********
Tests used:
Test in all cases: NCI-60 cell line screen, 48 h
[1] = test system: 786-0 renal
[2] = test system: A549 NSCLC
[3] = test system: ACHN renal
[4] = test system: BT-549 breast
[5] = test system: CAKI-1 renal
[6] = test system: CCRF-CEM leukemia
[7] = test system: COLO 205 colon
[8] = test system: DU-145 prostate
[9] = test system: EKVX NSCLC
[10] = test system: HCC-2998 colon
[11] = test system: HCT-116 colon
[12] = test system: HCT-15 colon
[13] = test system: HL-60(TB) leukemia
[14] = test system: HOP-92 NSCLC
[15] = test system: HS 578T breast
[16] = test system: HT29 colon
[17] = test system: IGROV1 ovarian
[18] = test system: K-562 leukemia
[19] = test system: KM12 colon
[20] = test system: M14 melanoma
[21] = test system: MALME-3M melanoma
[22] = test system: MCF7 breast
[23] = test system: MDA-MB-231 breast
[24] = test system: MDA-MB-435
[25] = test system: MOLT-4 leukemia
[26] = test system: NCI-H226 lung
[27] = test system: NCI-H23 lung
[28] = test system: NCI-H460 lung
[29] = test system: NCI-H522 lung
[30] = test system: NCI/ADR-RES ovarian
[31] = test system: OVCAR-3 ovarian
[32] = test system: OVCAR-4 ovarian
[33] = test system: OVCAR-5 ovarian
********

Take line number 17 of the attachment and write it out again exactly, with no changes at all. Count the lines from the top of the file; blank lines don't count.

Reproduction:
[15] = test system: HS 578T breast